Several months ago, I met Shameem, a neo-soul singer. We had a little chat, and here it is. A huge thanks to her!
Hi Shameem, can you introduce yourself?
Hi, my name is Shameem, I’m a neo-soul singer and songwriter from Perth in Western Australia
You’re releasing an Album very soon, what can you say about it?
It’s a neo-soul style album, but this time (this is her second album), I’ve been more adventurous. I tried to mix a couple of different influences into the music. There’s one track that is quite reggae-ish and there’s a couple of track that have influences from my middle-eastern heritage. It’s really much about the musicality and the story-telling behind the songs.
Talking about your heritage, your father is Chinese/Malaysian and your mother is Iranian. How do they influence your music?
That’s an interesting question. Until a couple of years ago, it didn’t very much. My dad moved from Malaysia as a young man to study in England before moving in Australia and my mother moved from Iran at 15 yo. So I think they were influenced by the music of the west. I guess it only started in sort of a couple of years ago, when I really had this desire to get in touch with my roots. I heard a bit of Iranian music before, especially some religious chanting that I found really interesting and mystical. I tried to incorporate some of these elements in some of my songs. But I think being a mixed raced person has influenced the way I write lyrics more than everything else because I feel like I don’t fit in everywhere but at the same time I belong everywhere.
And what are your other influences?
In term of the stuff that I write, I’m really influenced by a lot of soul artists. When I was a teenager, I used to listen to Alicia Keys because she was the girl who sang and played the piano and I was the girl who sang and played the piano who wanted to be like her. Otherwise, I grew up listening to Michael Jackson a lot, so I think some of that comes out of my music. I also like artists like Jill Scott for example. At the same time, I think I really like the idea of crafting a song beautifully, and that’s why I also love Sting. I really like how he crafts a song lyrically and musically. And I also listen to all sort of stuffs: my parents listened to a lot of music from the 70s and classical music.
How did you decide to become a singer, how did it start?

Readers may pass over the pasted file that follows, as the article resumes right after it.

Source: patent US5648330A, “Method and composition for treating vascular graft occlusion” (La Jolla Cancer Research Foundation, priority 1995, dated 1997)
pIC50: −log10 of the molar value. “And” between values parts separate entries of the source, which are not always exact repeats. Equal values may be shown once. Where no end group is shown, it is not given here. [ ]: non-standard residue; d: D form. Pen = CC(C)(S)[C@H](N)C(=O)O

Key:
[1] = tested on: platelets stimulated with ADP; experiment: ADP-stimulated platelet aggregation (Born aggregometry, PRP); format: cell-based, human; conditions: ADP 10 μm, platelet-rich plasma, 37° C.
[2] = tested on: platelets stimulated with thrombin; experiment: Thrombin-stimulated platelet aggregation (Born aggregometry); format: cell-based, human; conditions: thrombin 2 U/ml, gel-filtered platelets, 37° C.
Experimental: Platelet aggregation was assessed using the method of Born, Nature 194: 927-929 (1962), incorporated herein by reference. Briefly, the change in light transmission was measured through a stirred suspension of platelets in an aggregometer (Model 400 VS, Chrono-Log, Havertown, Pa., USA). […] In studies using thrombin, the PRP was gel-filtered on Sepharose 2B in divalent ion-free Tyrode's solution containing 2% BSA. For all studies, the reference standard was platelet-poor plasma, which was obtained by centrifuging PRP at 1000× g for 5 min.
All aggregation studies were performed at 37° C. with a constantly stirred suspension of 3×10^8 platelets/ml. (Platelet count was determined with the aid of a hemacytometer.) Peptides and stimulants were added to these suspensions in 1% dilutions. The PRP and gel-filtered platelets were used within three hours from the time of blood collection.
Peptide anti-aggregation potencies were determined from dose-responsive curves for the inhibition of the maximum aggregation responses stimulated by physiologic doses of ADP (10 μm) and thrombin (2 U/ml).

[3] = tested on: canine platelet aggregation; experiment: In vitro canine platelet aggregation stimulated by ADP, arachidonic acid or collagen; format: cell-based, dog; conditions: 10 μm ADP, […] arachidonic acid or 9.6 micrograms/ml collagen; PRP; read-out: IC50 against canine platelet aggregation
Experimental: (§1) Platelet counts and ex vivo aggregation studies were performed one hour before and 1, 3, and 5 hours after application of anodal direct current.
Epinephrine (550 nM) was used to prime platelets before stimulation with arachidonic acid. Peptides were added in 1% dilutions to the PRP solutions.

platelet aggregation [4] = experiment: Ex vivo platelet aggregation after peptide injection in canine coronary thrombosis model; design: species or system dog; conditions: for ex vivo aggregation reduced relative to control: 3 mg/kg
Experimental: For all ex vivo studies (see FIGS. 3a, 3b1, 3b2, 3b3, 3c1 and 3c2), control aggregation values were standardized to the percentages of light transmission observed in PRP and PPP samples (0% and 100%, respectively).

I think I’ve been singing for as long as I remember. When I was 6 yo I was picked out at my school to sing with the year 7 kids (12 yo). I knew at that time that music was very important for me. I remember writing that I wanted to be a pop star when they asked us what we would like to be when we grow up. At that time, I didn’t really think about what that meant. And then, when I was in High School I had this singing teacher who was really awesome and crazy. She was working as a professional singer, and I said to myself: « well, if she can do it, I can do it ». That’s when I started to be really serious about it.
As a singer, you’re an independent artist, is this a choice?
Initially I was an independent artist because I was just studying out, and writing my own music, so I released my first EP and album independently. But then with this album, I decided to share it around to some people in the industry. And I had some feedback from people saying that they really like the album, but that they don’t want to sign new artists. In a way, I think that this is a bit of a blessing because I get control over my music and I get to make my choices.
Have you been to any specialized schools to take courses?
I started to take piano lessons when I was 7 and then I always played and studied music at school. When I finished high school, I took a year off and I spend that year doing volunteer service in Alice Springs which is right in the middle of Australia and that was amazing. At the end of that year I auditioned for WAAPA (Western Australia Academy of Performing Arts), and I was successful and so I began studying there and I did a 3 year bachelor degree in Jazz Music and I majored in voice and also in composing and arranging.
WAAPA is really great, and from my point of view, Perth has a great musical scene. What do you think of this scene?
I think Perth is a really interesting place because it is really small and isolated but there’s still a lot of talent here. There is a lot of really great music coming out from Perth. Some people have even gone on to take to the world stage and do really well for themselves. I find it very inspiring being in Perth and see people pursuing their dreams, creating music and getting people’s attention. I think it’s a really a small kicking thriving scene.
And what do you think of Soul music in Australia?
I often get told that I’m not doing a really smart thing by making soul music as an Australian artist because « no one in Australia wants to listen to soul music » and « There’s no market for it » or anything like that. I think Soul music has always been a niche thing in Australia because predominantly, there’s a lot of rock and country music. It’s this little underground niche thing. But I think more people are starting to listen to it which is exciting. It possibly is coinciding with the fact that Australia is becoming more of a multicultural place. Maybe that’s the reason.
If you could choose one artist you could sing with, who would it be?
I think it would have to be Sting. I really admire Sting, I really love his music. If he said « would you sing a song and share the stage with me », I would die and go to heaven.
And finally, what is coming next for you?
We released Beautiful Soul and at the end of 2014 / beginning of 2015, we will release the new album and a single at the same time. Then I’ll be touring in Australia and I hope opportunities might open up, especially for festivals elsewhere.